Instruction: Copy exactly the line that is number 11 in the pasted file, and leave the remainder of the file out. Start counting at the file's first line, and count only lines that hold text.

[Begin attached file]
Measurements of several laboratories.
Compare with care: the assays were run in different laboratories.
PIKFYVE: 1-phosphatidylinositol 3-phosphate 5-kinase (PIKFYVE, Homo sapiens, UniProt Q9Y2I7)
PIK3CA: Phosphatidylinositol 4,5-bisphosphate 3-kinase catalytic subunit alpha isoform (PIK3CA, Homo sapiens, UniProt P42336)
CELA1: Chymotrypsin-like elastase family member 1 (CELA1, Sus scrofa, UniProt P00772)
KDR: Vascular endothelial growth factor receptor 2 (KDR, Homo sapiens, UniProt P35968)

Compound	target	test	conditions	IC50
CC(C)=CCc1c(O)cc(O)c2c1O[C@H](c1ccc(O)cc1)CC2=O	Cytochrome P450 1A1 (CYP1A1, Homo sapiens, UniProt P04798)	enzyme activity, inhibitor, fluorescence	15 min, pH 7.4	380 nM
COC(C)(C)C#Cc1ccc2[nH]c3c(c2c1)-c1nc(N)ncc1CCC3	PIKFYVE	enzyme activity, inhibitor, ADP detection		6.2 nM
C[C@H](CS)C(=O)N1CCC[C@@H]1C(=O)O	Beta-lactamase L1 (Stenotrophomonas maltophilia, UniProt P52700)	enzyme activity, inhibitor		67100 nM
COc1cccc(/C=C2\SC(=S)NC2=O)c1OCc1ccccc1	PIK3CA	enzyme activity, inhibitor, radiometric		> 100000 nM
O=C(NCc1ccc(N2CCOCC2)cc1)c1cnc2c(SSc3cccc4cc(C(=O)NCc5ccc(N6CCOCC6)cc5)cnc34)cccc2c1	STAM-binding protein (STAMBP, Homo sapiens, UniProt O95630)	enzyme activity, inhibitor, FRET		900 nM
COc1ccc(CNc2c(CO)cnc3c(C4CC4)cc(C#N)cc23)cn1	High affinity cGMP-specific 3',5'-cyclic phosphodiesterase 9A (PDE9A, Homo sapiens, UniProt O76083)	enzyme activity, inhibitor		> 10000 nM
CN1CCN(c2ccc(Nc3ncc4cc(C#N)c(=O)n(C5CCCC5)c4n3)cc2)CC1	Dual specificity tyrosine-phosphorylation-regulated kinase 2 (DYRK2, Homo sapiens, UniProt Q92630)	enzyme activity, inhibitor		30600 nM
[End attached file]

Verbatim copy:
COc1cccc(/C=C2\SC(=S)NC2=O)c1OCc1ccccc1	PIK3CA	enzyme activity, inhibitor, radiometric		> 100000 nM